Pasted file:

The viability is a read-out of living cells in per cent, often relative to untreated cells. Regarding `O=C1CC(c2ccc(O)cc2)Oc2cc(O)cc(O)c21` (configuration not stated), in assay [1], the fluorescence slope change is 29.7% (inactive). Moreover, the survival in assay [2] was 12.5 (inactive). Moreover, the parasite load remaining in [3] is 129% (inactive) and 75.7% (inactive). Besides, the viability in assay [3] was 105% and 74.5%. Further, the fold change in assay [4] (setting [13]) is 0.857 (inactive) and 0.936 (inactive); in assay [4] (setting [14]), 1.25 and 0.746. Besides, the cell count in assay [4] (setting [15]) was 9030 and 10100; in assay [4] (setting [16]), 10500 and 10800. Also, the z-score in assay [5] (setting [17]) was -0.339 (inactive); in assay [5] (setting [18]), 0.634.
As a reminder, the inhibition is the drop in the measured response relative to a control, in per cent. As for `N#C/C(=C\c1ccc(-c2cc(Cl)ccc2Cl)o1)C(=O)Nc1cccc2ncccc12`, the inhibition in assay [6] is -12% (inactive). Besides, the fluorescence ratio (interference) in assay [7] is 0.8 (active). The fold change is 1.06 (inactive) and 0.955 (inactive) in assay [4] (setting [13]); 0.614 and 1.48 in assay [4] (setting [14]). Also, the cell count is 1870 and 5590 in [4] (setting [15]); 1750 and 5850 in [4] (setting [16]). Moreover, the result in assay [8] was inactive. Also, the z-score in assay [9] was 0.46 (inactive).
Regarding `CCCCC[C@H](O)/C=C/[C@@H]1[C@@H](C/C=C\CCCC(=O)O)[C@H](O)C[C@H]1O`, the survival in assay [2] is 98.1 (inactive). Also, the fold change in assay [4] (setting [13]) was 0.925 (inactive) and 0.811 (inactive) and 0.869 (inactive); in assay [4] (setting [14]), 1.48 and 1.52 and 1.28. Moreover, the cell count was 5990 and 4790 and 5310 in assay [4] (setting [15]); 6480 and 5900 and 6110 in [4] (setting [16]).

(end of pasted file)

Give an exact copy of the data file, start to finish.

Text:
The viability is a read-out of living cells in per cent, often relative to untreated cells. Regarding `O=C1CC(c2ccc(O)cc2)Oc2cc(O)cc(O)c21` (configuration not stated), in assay [1], the fluorescence slope change is 29.7% (inactive). Moreover, the survival in assay [2] was 12.5 (inactive). Moreover, the parasite load remaining in [3] is 129% (inactive) and 75.7% (inactive). Besides, the viability in assay [3] was 105% and 74.5%. Further, the fold change in assay [4] (setting [13]) is 0.857 (inactive) and 0.936 (inactive); in assay [4] (setting [14]), 1.25 and 0.746. Besides, the cell count in assay [4] (setting [15]) was 9030 and 10100; in assay [4] (setting [16]), 10500 and 10800. Also, the z-score in assay [5] (setting [17]) was -0.339 (inactive); in assay [5] (setting [18]), 0.634.
As a reminder, the inhibition is the drop in the measured response relative to a control, in per cent. As for `N#C/C(=C\c1ccc(-c2cc(Cl)ccc2Cl)o1)C(=O)Nc1cccc2ncccc12`, the inhibition in assay [6] is -12% (inactive). Besides, the fluorescence ratio (interference) in assay [7] is 0.8 (active). The fold change is 1.06 (inactive) and 0.955 (inactive) in assay [4] (setting [13]); 0.614 and 1.48 in assay [4] (setting [14]). Also, the cell count is 1870 and 5590 in [4] (setting [15]); 1750 and 5850 in [4] (setting [16]). Moreover, the result in assay [8] was inactive. Also, the z-score in assay [9] was 0.46 (inactive).
Regarding `CCCCC[C@H](O)/C=C/[C@@H]1[C@@H](C/C=C\CCCC(=O)O)[C@H](O)C[C@H]1O`, the survival in assay [2] is 98.1 (inactive). Also, the fold change in assay [4] (setting [13]) was 0.925 (inactive) and 0.811 (inactive) and 0.869 (inactive); in assay [4] (setting [14]), 1.48 and 1.52 and 1.28. Moreover, the cell count was 5990 and 4790 and 5310 in assay [4] (setting [15]); 6480 and 5900 and 6110 in [4] (setting [16]).